‘How to write a brilliant brief’

Here’s an interview with Lesya Lysyj, former CMO of Heineken USA, where she tells clients how to create better briefs.

Her five points are:

First is Know Thy Brand – if you’re selling an emotional product, such as beer, you need to have emotion at your core. Rational products, such as gum, need a rational benefit.

Is chewing gum really a ‘rational’ product? I remember this ad from when I was at school:

All emotion, nothing rational. It seemed to sell a lot of gum. In fact, I can’t recall a single rational gum ad. Surely the ‘rational’ benefits of gum are all subjective (flavour etc.), while longevity is a function of how quickly you get used to the flavour (this is why you can take your flavourless gum our of your mouth, leave it somewhere, then start chewing it again to discover the flavour has returned). Anyway, on the brief side of things, ‘do a brief that matches the emotional/rational level of the product’ makes good sense and is fine advice if you’re so thick this thought has never occurred to you before.

Next is Don’t Get Bored With A Great Brief. She changed a brief because sales were declining. This messed things up even more, so she returned to a version of the original brief and sales picked up again. Great, but her original brief clearly seemed to be something other than ‘great’, hence the falling sales. If everyone had thought it was still ‘great’ they wouldn’t have changed it. So she’s really saying, ‘Don’t fail to recognise a great brief’, which again seems both obvious and a bit of a tricky ask.

Then we have Every Word Counts. This is illustrated by an example where calling out ‘bollocks in beer’ was changed to the wider canvas of calling out mere ‘bollocks’, allowing for a bigger idea. I suppose that’s a good point, but I think it comes down to ‘write a good brief that allows lots of good work; not a shit one that doesn’t’, and again that’s a bit obvious. It’s not just the words that changed in her example; it’s the whole scope of the idea. When you change words you change the brief, but you still need the smarts to think of the better brief.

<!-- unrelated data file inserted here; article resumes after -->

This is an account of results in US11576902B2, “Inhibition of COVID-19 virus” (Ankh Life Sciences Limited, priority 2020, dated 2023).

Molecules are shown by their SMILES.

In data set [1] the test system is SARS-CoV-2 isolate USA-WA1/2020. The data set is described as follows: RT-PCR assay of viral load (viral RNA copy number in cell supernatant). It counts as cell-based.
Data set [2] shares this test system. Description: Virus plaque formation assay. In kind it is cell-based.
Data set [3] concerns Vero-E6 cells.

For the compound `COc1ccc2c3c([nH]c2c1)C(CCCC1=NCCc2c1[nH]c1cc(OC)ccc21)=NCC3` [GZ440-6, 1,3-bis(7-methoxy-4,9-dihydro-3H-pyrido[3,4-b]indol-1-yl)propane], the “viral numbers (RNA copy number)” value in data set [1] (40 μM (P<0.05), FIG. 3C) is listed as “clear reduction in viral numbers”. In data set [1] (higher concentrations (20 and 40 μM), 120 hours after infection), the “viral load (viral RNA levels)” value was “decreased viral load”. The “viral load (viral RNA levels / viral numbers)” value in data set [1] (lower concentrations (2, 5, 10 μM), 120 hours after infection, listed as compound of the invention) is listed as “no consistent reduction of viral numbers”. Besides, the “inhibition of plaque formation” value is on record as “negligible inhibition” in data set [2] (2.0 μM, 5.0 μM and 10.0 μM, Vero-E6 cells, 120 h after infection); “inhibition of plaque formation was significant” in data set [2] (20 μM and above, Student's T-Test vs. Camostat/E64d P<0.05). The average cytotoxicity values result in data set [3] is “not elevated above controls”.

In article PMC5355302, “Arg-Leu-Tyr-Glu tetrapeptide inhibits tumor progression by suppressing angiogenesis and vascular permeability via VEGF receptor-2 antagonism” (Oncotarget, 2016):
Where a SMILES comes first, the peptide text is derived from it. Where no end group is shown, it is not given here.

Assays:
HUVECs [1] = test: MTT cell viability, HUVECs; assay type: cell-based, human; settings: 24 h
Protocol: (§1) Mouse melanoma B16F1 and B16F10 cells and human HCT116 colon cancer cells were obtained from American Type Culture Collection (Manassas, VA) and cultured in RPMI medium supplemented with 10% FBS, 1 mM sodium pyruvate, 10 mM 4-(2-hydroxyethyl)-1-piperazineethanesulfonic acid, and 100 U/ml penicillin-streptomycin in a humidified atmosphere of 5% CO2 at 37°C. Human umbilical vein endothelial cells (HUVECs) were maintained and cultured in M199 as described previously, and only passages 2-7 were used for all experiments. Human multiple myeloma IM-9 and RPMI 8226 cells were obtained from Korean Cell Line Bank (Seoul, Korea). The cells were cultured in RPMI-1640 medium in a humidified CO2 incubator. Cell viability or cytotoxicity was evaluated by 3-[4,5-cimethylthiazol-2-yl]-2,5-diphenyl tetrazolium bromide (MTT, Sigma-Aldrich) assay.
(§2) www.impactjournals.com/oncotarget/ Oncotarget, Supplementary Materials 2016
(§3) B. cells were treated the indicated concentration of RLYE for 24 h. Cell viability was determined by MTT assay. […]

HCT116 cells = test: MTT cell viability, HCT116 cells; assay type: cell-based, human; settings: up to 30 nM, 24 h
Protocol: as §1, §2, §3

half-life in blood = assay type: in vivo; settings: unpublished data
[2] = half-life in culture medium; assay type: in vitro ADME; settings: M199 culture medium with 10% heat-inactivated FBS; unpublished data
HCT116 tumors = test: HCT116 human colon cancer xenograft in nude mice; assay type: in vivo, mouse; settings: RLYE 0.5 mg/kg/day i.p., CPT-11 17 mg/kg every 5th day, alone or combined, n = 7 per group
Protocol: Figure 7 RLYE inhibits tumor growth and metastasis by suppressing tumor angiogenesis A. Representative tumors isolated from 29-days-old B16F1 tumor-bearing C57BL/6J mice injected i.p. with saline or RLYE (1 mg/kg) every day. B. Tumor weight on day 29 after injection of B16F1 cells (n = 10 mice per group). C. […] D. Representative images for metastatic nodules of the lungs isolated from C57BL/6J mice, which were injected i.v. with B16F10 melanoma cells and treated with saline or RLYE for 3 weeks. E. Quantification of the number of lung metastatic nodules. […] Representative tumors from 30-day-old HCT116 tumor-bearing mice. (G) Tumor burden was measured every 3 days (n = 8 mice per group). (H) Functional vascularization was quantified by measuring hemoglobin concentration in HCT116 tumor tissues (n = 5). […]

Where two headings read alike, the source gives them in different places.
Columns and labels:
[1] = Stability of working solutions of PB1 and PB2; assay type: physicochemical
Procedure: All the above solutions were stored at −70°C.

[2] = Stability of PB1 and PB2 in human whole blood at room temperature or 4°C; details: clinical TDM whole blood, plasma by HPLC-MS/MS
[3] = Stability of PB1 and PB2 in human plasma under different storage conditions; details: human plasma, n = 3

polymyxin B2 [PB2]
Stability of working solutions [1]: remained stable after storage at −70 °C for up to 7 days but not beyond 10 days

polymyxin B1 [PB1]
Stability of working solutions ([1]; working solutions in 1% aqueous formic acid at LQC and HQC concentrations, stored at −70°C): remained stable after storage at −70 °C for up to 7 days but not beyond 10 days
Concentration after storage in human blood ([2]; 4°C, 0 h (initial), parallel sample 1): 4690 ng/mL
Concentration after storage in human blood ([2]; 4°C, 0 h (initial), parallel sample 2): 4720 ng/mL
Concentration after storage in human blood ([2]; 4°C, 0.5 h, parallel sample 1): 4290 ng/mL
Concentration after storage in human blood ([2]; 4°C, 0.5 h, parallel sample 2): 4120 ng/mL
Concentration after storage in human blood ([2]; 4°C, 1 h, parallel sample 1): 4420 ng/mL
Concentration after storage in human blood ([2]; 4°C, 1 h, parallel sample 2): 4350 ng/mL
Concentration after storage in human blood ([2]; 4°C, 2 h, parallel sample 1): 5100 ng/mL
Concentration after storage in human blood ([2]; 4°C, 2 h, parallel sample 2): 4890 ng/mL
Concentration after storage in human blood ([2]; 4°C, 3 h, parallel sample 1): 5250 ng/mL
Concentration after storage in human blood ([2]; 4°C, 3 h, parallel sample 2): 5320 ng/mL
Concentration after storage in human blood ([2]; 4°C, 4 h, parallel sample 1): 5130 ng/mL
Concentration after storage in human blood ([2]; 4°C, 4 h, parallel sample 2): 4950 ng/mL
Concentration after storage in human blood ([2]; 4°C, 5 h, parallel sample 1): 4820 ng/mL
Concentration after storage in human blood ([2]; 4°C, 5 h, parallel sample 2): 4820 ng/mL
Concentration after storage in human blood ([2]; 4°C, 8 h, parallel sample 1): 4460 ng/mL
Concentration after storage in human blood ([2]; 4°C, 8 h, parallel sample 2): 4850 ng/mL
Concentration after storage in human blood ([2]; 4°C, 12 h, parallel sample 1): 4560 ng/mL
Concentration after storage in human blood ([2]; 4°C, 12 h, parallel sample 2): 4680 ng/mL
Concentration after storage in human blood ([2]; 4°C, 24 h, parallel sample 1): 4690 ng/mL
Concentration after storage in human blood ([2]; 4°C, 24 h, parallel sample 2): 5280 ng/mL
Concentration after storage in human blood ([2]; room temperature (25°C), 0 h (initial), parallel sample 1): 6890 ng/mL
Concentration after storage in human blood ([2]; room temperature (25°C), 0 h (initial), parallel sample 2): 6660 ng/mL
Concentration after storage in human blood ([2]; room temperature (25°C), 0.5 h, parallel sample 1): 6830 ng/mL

The next one says How Much Creative Is Actually Needed? But it’s not really about that, so much as suggesting you divvy up your media budget up front for some reason that seems less and less clear to me the more I read her paragraph. Sorry, but I can’t really work out what she’s on about, let alone how it relates to the amount of creative needed.

The final one is Mandatories. She says that this laundry list of things to include in the advertising can kill the final work, so don’t have more than three. I’d say that it’s not the number of mandatories that matters but the nature of them. One mandatory that says ‘feature a squawking, shitting monkey throughout the spot’ will do more damage than ten that say things like ‘Don’t feature junk food’ or ‘include a shot of the new pack’.

She signs off with this:

Good luck. As I have said before, this whole thing is incredibly difficult. Like raising kids, most of the time you are wondering if you’re doing the right thing and just hoping for the best. And you won’t know if you made the right decisions until they end up being a Rhodes Scholar or going to prison. The best you can do is follow your instincts, trust your planner, and don’t be afraid to adjust along the way.

That’s more interesting, because when a brief finally arrives on the desk of the creative team it often seems like it’s taken a long time and (supposedly) a lot of effort to produce something that can be uninspiring or break down easily under scrutiny. I guess a brief that doesn’t do that is hard to come by, hence the ‘incredibly difficult’ part of what she says. But because a brief is a single piece of paper that has sometimes taken months to produce (sometimes leaving a few days for the creatives to answer it) the feeling is that it had better bloody well be good when it arrives. I don’t think many creatives have a clear sense of what has gone into the process, and our ‘natural’ sense of grumpy, come-on-then-impress-me cynicism means that we’re rarely blown away when we read one.

And when you read articles like that you wonder how many of them across the industry really are just poor.